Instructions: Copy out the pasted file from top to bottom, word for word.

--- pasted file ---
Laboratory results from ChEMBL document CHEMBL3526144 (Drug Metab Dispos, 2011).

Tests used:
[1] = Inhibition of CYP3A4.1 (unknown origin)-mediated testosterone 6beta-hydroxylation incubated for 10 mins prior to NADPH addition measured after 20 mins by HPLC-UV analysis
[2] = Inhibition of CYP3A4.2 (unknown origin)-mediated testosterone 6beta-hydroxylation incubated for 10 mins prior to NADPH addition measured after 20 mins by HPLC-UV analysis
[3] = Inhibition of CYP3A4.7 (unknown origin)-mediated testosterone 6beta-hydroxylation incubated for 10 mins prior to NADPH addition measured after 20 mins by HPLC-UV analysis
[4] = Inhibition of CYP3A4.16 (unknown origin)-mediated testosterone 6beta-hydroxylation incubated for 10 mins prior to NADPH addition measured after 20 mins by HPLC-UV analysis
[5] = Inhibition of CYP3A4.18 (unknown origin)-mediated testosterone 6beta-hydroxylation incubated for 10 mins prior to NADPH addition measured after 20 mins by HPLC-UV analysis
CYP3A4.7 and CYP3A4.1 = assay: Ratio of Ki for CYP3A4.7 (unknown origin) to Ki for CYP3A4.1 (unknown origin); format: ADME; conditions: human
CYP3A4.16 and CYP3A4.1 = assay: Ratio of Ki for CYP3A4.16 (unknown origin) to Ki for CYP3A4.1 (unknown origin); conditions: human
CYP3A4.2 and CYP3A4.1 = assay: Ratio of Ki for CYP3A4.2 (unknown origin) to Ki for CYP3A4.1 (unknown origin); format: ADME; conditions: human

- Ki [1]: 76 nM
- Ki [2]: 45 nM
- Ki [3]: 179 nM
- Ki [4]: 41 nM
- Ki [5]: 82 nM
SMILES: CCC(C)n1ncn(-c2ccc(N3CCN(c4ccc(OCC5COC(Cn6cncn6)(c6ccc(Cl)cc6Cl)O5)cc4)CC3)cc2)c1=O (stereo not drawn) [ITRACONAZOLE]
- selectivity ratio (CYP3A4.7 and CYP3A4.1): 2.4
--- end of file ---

Laboratory results from ChEMBL document CHEMBL3526144 (Drug Metab Dispos, 2011).

Tests used:
[1] = Inhibition of CYP3A4.1 (unknown origin)-mediated testosterone 6beta-hydroxylation incubated for 10 mins prior to NADPH addition measured after 20 mins by HPLC-UV analysis
[2] = Inhibition of CYP3A4.2 (unknown origin)-mediated testosterone 6beta-hydroxylation incubated for 10 mins prior to NADPH addition measured after 20 mins by HPLC-UV analysis
[3] = Inhibition of CYP3A4.7 (unknown origin)-mediated testosterone 6beta-hydroxylation incubated for 10 mins prior to NADPH addition measured after 20 mins by HPLC-UV analysis
[4] = Inhibition of CYP3A4.16 (unknown origin)-mediated testosterone 6beta-hydroxylation incubated for 10 mins prior to NADPH addition measured after 20 mins by HPLC-UV analysis
[5] = Inhibition of CYP3A4.18 (unknown origin)-mediated testosterone 6beta-hydroxylation incubated for 10 mins prior to NADPH addition measured after 20 mins by HPLC-UV analysis
CYP3A4.7 and CYP3A4.1 = assay: Ratio of Ki for CYP3A4.7 (unknown origin) to Ki for CYP3A4.1 (unknown origin); format: ADME; conditions: human
CYP3A4.16 and CYP3A4.1 = assay: Ratio of Ki for CYP3A4.16 (unknown origin) to Ki for CYP3A4.1 (unknown origin); conditions: human
CYP3A4.2 and CYP3A4.1 = assay: Ratio of Ki for CYP3A4.2 (unknown origin) to Ki for CYP3A4.1 (unknown origin); format: ADME; conditions: human

- Ki [1]: 76 nM
- Ki [2]: 45 nM
- Ki [3]: 179 nM
- Ki [4]: 41 nM
- Ki [5]: 82 nM
SMILES: CCC(C)n1ncn(-c2ccc(N3CCN(c4ccc(OCC5COC(Cn6cncn6)(c6ccc(Cl)cc6Cl)O5)cc4)CC3)cc2)c1=O (stereo not drawn) [ITRACONAZOLE]
- selectivity ratio (CYP3A4.7 and CYP3A4.1): 2.4